Tuesday, March 08, 2011

International Women's Day

In keeping with today, I offer the amazing journey of Seminary Mom, a long list of links from Cheese Wearing Theology, the very popular Rachel Held Evans, a new blog Women in Theology, an old friend Jane Stranz, the well-known make feminist Hugo Schwyzer, and the eclectic Political Jesus.

From Kurk Gayle, "some history out of Toronto, Montreal, and back to Vancouver."

And I have also read about Sisters in Service on Kassian's blog.

The biggest question on my mind in regard to women in the world today, is whether the subordination of women in a particular Christian sub-culture in the west, has a negative spin-off effect for women in other countries. Or is it possible that feminism has an equally negative effect? If declaring that women should have equal participation in decision-making is not a positive thing for women, why is it an integral part of World Vision's policy?

So this is what I am wondering. Does it matter on a global scale whether or not Christians in North America consider women as equal participants in decision-making?


Amanda B. said...

I was recently speaking with a coworker and missionary (I'll call him Robert) who has done a lot of work in some small Pacific island-nations mobilizing and organizing prayer ministries. Robert is an egalitarian, but he has never taught on the subject at all. His ministry team was composed of himself (a man in his 60's), three young men and one young woman.

These small nations are extremely, openly patriarchal. Any time Robert and his team ministered or gave practical aid to the women of the community, they were shocked that someone was actually giving them something (particularly the older women). The woman on Robert's ministry team preached regularly, and she labored long hours in individual prayer over the women of the villages they went to. None of it was accompanied by any egalitarian teaching. It was just done.

At the end of the trip, the people were giving Robert & team a send-off celebration. At the end of the gathering, the elder of the church asked one of his young men to pray--but then suddenly stopped him short. "No," he said, completely unprompted, catching everyone by surprise. "This move of God is for the ladies, too. The ladies will help lead." He then instructed one of the young women to pray for the congregation, and she did--with trembling, but she did. The room exploded into violent weeping as everyone felt the holy impact of what was happening. Robert had the presence of mind to whip out the video camera... and it's truly stunning to watch it unfold. I cannot remember the last time I have seen a video that rocked me to the core like that one did.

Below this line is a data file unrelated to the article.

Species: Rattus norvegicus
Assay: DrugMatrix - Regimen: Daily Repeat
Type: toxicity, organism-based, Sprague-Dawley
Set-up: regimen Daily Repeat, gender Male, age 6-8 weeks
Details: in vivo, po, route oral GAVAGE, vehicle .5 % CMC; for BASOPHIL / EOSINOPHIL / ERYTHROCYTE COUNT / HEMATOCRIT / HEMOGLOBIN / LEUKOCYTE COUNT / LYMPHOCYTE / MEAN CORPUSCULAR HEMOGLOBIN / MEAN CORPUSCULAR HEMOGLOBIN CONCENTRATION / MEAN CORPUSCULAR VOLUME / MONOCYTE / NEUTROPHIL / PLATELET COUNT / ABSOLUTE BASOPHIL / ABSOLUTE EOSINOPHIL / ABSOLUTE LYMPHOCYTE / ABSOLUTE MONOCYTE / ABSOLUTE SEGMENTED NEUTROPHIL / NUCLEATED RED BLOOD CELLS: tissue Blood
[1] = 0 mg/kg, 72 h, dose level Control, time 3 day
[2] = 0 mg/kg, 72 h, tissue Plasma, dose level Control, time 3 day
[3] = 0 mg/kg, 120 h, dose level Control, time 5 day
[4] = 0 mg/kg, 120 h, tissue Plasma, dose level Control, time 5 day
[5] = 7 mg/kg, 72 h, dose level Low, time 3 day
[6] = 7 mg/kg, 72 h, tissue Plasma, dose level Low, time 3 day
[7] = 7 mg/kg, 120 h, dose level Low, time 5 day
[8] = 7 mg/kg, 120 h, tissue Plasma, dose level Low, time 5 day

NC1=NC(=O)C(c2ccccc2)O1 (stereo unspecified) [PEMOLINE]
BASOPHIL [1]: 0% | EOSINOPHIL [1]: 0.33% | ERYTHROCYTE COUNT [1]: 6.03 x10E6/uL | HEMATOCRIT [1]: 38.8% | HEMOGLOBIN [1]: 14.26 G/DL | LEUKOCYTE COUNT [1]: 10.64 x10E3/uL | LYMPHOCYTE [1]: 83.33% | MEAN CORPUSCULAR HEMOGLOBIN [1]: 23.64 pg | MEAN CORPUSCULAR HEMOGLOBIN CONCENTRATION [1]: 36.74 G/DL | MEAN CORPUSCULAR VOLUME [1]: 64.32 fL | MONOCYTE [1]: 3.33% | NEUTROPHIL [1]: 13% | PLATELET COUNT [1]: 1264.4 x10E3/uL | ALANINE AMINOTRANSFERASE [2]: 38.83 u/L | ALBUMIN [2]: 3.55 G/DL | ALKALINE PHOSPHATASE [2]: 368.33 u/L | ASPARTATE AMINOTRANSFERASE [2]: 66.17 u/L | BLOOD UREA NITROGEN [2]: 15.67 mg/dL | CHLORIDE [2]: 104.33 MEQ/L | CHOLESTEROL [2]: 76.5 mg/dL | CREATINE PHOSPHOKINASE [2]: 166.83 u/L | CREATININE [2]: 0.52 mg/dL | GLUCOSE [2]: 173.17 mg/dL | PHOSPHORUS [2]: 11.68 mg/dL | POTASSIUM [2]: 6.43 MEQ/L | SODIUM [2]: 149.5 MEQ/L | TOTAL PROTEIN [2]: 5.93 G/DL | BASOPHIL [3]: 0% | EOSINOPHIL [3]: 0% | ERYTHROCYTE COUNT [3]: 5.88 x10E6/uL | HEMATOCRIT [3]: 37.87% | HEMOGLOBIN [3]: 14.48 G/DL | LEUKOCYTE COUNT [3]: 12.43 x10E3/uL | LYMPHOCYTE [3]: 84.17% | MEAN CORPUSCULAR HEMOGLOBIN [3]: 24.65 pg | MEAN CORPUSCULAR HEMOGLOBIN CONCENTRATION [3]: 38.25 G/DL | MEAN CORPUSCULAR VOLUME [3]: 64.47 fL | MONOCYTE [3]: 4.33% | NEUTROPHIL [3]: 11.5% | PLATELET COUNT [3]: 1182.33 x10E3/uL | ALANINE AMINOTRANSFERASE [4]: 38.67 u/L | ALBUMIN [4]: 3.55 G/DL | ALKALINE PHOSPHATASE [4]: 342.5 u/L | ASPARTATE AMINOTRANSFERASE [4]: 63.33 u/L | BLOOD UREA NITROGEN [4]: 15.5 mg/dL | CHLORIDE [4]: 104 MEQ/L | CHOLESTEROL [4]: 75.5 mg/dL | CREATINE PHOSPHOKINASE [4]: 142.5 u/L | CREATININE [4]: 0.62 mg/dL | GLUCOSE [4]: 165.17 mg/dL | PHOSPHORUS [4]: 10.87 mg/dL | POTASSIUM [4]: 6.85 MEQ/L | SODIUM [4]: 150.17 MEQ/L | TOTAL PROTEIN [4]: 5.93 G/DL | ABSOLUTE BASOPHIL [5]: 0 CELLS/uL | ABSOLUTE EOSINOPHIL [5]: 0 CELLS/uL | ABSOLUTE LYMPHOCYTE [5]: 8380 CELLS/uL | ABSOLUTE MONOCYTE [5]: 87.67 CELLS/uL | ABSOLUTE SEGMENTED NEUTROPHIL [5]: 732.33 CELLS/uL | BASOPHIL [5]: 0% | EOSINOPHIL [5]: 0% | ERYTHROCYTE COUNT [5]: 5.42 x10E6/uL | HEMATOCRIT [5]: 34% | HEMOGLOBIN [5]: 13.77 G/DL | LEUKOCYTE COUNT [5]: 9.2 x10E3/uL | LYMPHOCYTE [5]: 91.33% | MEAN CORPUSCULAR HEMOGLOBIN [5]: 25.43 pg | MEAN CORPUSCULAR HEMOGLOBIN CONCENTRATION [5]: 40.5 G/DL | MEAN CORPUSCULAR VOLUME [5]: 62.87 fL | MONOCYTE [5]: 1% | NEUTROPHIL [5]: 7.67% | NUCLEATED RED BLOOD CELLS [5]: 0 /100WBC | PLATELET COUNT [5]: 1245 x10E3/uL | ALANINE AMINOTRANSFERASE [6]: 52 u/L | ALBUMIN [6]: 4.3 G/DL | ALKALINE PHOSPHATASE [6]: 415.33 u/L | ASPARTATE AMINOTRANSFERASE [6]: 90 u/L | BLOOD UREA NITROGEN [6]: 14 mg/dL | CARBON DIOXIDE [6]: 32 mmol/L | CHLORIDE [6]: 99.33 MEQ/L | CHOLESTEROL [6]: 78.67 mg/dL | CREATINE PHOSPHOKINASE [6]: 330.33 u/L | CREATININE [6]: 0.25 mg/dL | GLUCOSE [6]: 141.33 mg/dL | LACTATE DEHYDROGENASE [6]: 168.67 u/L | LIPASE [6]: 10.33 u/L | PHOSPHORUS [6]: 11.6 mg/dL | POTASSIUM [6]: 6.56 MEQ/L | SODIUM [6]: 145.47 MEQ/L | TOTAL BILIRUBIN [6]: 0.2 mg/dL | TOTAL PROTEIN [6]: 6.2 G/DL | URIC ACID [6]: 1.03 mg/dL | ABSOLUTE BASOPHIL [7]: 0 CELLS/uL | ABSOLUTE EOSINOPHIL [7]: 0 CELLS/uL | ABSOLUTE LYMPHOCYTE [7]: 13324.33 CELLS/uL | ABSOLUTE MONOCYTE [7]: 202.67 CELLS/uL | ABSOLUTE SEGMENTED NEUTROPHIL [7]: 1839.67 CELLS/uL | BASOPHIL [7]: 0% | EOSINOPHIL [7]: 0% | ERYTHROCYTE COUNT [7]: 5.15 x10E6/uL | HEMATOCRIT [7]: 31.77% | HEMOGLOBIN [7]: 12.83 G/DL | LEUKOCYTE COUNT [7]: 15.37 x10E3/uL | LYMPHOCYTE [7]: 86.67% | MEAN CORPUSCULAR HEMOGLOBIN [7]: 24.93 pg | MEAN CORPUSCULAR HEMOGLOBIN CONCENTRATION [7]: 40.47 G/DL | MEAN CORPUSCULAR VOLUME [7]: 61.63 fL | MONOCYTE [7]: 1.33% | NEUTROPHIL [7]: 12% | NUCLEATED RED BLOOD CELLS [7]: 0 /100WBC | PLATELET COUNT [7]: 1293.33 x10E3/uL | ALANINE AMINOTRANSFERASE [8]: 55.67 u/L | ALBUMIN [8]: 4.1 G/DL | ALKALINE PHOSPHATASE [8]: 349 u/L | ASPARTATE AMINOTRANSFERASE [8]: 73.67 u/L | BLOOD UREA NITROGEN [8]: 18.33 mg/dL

When Robert was invited back by local leaders, he was required by them to bring more young ladies who could pray for and train their own women to minister and lead.

So this was not a product of gender-role teaching at all. Robert never made a big deal about anything he did (although he did behave in an egalitarian way). But more than anything, I see the work of the Holy Spirit in what happened. The people were not won over by argument. They were not even won over by a sense of social justice. They just recognized the work of God and decided to go for it.

I guess my point is that I can see North American views on women impacting the globe inasmuch as we are cramming international people into American-ized seminaries and forcing them into our mold. But where the work is happening where the people actually are, and the Holy Spirit is moving in powerful ways, I see formal intellectual (or pseudo-intellectual) arguments becoming much less of an issue.

I hope that ended up making sense. :}

believer333 said...

Awesome story Amanda. Thank you so much for sharing it.

His example is exactly what Jesus did. Jesus did not exclude the women, rather whenever possible Christ included women. That's what needs to be done, especially in third world countries and evangelism.

However, in order for some to do it, they need to know that women ministering in everything is Biblical. When God called me to speak forth His Word, I could not move forward in firm commitment until I was certain that it was God that was speaking to me. It was strange, but I knew it was God, yet I had to know it via the Scriptures as well. So I needed the Lord to guide me in a more accurate understanding of those Scriptures that people used to restrain women, which was a lesson in how not to misuse Scriptures as well.